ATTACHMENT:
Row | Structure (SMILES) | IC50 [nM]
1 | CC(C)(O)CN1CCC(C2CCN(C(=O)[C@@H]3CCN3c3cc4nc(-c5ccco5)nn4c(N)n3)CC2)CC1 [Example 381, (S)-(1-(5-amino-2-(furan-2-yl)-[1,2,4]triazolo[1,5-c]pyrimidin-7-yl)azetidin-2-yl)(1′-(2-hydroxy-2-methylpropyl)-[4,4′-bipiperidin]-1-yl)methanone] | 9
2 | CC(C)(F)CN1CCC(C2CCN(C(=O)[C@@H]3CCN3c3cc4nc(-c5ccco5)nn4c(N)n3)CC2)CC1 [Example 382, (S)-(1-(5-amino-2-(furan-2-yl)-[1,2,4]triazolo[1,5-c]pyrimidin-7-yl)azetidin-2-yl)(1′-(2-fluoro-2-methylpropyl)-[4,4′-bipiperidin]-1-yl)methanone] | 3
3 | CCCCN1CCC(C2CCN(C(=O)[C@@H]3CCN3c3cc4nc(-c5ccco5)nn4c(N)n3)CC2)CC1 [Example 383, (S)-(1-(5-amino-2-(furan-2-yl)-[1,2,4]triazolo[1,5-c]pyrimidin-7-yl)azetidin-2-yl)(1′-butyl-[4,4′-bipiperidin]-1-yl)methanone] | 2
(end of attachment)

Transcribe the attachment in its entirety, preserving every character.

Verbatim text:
Row | Structure (SMILES) | IC50 [nM]
1 | CC(C)(O)CN1CCC(C2CCN(C(=O)[C@@H]3CCN3c3cc4nc(-c5ccco5)nn4c(N)n3)CC2)CC1 [Example 381, (S)-(1-(5-amino-2-(furan-2-yl)-[1,2,4]triazolo[1,5-c]pyrimidin-7-yl)azetidin-2-yl)(1′-(2-hydroxy-2-methylpropyl)-[4,4′-bipiperidin]-1-yl)methanone] | 9
2 | CC(C)(F)CN1CCC(C2CCN(C(=O)[C@@H]3CCN3c3cc4nc(-c5ccco5)nn4c(N)n3)CC2)CC1 [Example 382, (S)-(1-(5-amino-2-(furan-2-yl)-[1,2,4]triazolo[1,5-c]pyrimidin-7-yl)azetidin-2-yl)(1′-(2-fluoro-2-methylpropyl)-[4,4′-bipiperidin]-1-yl)methanone] | 3
3 | CCCCN1CCC(C2CCN(C(=O)[C@@H]3CCN3c3cc4nc(-c5ccco5)nn4c(N)n3)CC2)CC1 [Example 383, (S)-(1-(5-amino-2-(furan-2-yl)-[1,2,4]triazolo[1,5-c]pyrimidin-7-yl)azetidin-2-yl)(1′-butyl-[4,4′-bipiperidin]-1-yl)methanone] | 2